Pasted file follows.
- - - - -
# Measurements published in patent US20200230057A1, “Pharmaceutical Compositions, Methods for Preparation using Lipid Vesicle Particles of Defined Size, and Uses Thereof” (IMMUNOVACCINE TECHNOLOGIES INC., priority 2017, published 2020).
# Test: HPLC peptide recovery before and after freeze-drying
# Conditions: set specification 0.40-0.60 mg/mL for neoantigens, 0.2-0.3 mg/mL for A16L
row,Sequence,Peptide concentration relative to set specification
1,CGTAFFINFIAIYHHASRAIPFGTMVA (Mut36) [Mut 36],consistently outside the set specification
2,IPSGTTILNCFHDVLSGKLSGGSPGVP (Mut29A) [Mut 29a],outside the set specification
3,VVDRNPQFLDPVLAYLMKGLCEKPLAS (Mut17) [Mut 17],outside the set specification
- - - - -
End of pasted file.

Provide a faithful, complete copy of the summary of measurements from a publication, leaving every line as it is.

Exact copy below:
# Measurements published in patent US20200230057A1, “Pharmaceutical Compositions, Methods for Preparation using Lipid Vesicle Particles of Defined Size, and Uses Thereof” (IMMUNOVACCINE TECHNOLOGIES INC., priority 2017, published 2020).
# Test: HPLC peptide recovery before and after freeze-drying
# Conditions: set specification 0.40-0.60 mg/mL for neoantigens, 0.2-0.3 mg/mL for A16L
row,Sequence,Peptide concentration relative to set specification
1,CGTAFFINFIAIYHHASRAIPFGTMVA (Mut36) [Mut 36],consistently outside the set specification
2,IPSGTTILNCFHDVLSGKLSGGSPGVP (Mut29A) [Mut 29a],outside the set specification
3,VVDRNPQFLDPVLAYLMKGLCEKPLAS (Mut17) [Mut 17],outside the set specification